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Say the time evolution for Hamiltonian $H$ is given by $U(t) = \exp(-iHt)$ and the corresponding evolution on the support of $P$ is $$PU(t)P = P\exp(-iHt)P = \exp(-iH_\text{eff}t) \equiv U_\text{eff}(t)$$ assuming $H_\text{eff}$ exists. The desired identity follows from $$ \lim_{\eta \rightarrow 0} \int_0^\infty dt \; U(t) e^{i (\epsilon + i \eta) t} = ...


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I highly recommend Richard D. Mattuck A Guide to Feynman Diagrams in the Many-Body Problem. You can read some pages here. It's a very surface level introduction, but the first 3 or so chapters are presented at what he calls a "kindergarten" level so you shouldn't have any problems understanding it. However, the last part is most definitely not ...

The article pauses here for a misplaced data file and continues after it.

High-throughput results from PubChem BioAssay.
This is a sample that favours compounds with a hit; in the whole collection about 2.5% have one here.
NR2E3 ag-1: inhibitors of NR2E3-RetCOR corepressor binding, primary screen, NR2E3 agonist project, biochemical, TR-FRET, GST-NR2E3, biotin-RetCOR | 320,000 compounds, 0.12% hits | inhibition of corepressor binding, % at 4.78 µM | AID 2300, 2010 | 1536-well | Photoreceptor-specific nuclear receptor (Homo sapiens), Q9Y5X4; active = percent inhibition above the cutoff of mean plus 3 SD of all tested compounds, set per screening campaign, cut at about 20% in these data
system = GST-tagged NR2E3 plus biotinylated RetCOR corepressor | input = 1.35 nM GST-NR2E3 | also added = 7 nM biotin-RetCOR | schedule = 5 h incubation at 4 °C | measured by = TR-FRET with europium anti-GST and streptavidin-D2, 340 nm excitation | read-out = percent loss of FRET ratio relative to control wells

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There are many resources on many-body Green's functions (propagators) both on-line and in print. You may want to search "quantum field methods in many-particle systems" or "quantum field methods for condensed matter systems" or variations thereof. In any case, I personally recommend the oldie-but-goodie book by Fetter and Walecka, Quantum Theory of ...


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Every phase transition has an order parameter: something that vanishes above the transition temperature and is finite below. In superconductors, the order parameter is a complex quantity related to the superconducting gap: $\Delta = |\Delta| e^{i \phi}$. In BCS theory, there is a self-consistent equation for the gap: $\Delta_k = -\sum_q V_{kq} ...



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